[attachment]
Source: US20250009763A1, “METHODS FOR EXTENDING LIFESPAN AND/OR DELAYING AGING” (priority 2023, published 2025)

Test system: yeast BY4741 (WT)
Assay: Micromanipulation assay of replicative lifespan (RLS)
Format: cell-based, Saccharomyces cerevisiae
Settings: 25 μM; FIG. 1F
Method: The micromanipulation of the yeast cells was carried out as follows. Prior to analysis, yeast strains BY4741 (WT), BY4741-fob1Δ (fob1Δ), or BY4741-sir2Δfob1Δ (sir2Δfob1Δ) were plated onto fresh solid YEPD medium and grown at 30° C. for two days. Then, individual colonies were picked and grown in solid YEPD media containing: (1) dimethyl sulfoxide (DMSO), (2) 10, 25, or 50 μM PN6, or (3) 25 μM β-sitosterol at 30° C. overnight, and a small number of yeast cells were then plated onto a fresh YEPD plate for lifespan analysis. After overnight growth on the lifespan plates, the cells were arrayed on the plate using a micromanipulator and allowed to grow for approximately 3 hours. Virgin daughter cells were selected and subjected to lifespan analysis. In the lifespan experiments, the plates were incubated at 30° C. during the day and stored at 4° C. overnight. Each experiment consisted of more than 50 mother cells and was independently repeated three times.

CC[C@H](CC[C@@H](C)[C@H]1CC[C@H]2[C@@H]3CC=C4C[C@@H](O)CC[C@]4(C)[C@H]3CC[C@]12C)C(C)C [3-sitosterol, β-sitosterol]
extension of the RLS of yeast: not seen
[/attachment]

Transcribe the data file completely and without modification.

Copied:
Source: US20250009763A1, “METHODS FOR EXTENDING LIFESPAN AND/OR DELAYING AGING” (priority 2023, published 2025)

Test system: yeast BY4741 (WT)
Assay: Micromanipulation assay of replicative lifespan (RLS)
Format: cell-based, Saccharomyces cerevisiae
Settings: 25 μM; FIG. 1F
Method: The micromanipulation of the yeast cells was carried out as follows. Prior to analysis, yeast strains BY4741 (WT), BY4741-fob1Δ (fob1Δ), or BY4741-sir2Δfob1Δ (sir2Δfob1Δ) were plated onto fresh solid YEPD medium and grown at 30° C. for two days. Then, individual colonies were picked and grown in solid YEPD media containing: (1) dimethyl sulfoxide (DMSO), (2) 10, 25, or 50 μM PN6, or (3) 25 μM β-sitosterol at 30° C. overnight, and a small number of yeast cells were then plated onto a fresh YEPD plate for lifespan analysis. After overnight growth on the lifespan plates, the cells were arrayed on the plate using a micromanipulator and allowed to grow for approximately 3 hours. Virgin daughter cells were selected and subjected to lifespan analysis. In the lifespan experiments, the plates were incubated at 30° C. during the day and stored at 4° C. overnight. Each experiment consisted of more than 50 mother cells and was independently repeated three times.

CC[C@H](CC[C@@H](C)[C@H]1CC[C@H]2[C@@H]3CC=C4C[C@@H](O)CC[C@]4(C)[C@H]3CC[C@]12C)C(C)C [3-sitosterol, β-sitosterol]
extension of the RLS of yeast: not seen